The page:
Dry Eyes – One of the most common eye diseases
The dry eye syndrome is one of the most common diseases in ophthalmology. It is currently estimated that about one in every six adults in Germany is affected. The result is an unstable tear film that potentially damages the ocular surface and is accompanied by inflammation. If left untreated, dry eyes cause symptoms like burning, itching and a foreign body sensation. Paradoxically, watery eyes can also occur. In addition, dry eyes can lead to considerable visual impairment as well as a reduced quality of life.
In dry eye patients the tear film is affected. The healthy tear film consists of three layers: a mucus-containing layer (mucin layer) that rests directly on the cornea, an aqueous phase lying on top of it and an outermost lipid (oil) layer.
The tear film’s functions are:
- Nourishing the cornea
- Lubricating and protecting the ocular surface from infection
- Maintaining a smooth refracting surface, thus ensuring optimal vision
- Formation of a lubricating layer to ensure a frictionless blink
The functions of the lipid layer are:
- Counteracting a premature evaporation of the underlying aqueous phase, thereby preventing dry eyes.
- Stabilisation of the aqueous phase of the tear film.
However, the lipid layer is dependent on the blink of the eye as well as the meibomian glands. The meibom glands are located within the upper and lower eyelid and their pores open onto the respective lid margin. These glands produce the oily secretion that makes up the lipid layer, and deposit it as small droplets on the upper and lower eyelid margin. During the blink of the eye, i.e. when the upper and lower eyelids meet, these droplets fuse to form a lipid film. When the eyes are reopened, the lipid film is evenly distributed on the tear film. Thus each blink of the eye serves the renewal of the lipid layer.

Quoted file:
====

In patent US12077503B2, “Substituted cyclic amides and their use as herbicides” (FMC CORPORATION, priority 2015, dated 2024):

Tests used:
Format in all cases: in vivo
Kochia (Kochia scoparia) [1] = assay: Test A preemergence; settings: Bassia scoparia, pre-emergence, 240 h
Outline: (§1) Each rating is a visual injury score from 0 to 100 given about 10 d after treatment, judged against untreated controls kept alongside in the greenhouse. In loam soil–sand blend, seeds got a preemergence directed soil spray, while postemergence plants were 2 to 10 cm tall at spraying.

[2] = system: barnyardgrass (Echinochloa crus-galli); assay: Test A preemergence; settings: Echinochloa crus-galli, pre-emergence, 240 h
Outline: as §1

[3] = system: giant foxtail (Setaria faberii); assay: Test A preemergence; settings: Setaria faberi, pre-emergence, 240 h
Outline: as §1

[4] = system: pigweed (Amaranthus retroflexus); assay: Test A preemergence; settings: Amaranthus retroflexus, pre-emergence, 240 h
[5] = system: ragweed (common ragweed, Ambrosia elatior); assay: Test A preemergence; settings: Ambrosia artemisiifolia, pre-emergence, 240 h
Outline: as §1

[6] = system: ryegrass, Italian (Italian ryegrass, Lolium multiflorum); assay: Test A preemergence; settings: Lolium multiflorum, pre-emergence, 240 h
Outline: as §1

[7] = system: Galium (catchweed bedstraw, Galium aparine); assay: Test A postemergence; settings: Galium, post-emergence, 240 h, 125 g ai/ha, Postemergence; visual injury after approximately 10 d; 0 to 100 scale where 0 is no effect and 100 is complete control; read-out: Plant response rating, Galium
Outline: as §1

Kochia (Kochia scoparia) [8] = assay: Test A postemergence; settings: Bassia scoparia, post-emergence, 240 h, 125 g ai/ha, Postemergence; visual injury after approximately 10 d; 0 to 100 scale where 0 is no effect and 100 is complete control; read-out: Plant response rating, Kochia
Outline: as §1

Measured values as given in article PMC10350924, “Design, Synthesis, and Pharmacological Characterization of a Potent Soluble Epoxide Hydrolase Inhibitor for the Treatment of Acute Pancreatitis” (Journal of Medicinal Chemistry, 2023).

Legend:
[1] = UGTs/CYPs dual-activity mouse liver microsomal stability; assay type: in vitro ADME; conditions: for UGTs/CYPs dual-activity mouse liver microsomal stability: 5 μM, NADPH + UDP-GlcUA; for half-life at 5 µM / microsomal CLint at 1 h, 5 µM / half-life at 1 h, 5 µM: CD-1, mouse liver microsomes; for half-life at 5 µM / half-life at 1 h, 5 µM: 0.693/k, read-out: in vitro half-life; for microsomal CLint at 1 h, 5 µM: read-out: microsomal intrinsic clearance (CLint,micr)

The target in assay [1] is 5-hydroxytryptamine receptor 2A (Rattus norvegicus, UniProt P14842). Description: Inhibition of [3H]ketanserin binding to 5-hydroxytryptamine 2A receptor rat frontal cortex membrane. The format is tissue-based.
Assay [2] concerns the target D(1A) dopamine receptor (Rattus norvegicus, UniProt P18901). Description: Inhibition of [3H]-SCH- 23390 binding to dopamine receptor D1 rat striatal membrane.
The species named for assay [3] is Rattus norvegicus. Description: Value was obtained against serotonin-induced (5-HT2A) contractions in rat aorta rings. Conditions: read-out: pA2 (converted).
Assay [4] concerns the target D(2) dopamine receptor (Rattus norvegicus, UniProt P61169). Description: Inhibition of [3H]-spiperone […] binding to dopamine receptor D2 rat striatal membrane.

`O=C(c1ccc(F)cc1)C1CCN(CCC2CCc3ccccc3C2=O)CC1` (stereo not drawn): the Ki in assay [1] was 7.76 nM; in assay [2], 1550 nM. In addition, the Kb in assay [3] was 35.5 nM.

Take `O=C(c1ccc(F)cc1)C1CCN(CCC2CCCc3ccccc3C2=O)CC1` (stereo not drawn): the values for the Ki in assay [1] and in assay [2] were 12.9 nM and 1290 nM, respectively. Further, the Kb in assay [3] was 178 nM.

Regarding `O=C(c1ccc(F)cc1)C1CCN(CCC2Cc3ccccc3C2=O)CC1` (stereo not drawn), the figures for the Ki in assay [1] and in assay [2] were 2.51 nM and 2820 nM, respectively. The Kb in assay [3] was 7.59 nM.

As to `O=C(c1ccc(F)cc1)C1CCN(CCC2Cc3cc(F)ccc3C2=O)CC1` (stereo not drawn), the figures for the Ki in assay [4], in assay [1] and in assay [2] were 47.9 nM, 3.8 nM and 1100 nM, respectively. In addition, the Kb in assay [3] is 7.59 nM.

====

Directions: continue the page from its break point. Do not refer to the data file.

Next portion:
The causes of dry eyes are manifold
Dry eyes are caused by various factors. These include diseases (e.g. diabetes mellitus), eye surgery and chemotherapy. Furthermore, a hormonal imbalance plays a role, especially in pregnant or menopausal women and those on oral contraceptives (“the pill”). Drugs as well as our lifestyle (intensive screen activity, low humidity, air conditioning, smoking etc.) can also cause dry eyes.
Women with laptop: sebra – stock.adobe.com
Air conditioner: naypong – stock.adobe.com
Forms of dry eyes
In the classification of dry eyes, a distinction is made between two forms of dry eyes
- Hyposecretory form. This is due to a lack of volume caused by a reduced production of the aqueous phase.
- Hyperevaporative form also known as evaporative dry eyes. This form causes a premature evaporation of the tear film due to a lipid layer disorder.
Both forms lead to a reduction of the tear film and can coexist. Subjective dry eye complaints may be indicative in determining which form of dry eyes is present (Table1).
1 based on Kunert K. S. et. al. Trockenes Auge, Kaden Verlag, 2016: 53
Symptoms associated with the various forms of dry eyes1
(increased evaporation due to a lipid layer disorder)
|Irritated eye lid margin|
|Paradoxically watery eyes|
|Contact lens incompatibility|
|Problems during screen-based activity|
(reduced production of the aqueous phase)
|Foreign body sensation|
|Increased glare sensitivity|
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